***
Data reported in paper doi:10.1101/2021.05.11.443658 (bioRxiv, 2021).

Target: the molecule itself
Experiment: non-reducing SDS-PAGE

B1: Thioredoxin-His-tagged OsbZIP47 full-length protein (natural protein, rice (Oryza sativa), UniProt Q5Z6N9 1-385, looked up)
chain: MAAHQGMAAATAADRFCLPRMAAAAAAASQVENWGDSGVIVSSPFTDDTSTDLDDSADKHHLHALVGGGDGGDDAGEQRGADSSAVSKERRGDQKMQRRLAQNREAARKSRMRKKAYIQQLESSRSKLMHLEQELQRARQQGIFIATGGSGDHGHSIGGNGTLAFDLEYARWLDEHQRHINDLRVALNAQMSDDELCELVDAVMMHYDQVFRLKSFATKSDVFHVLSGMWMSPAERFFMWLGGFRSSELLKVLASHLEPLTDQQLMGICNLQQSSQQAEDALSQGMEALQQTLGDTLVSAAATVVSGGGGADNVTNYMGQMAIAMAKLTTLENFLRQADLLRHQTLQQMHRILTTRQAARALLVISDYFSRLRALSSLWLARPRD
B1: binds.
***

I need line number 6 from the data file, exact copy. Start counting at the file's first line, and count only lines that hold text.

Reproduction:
B1: binds.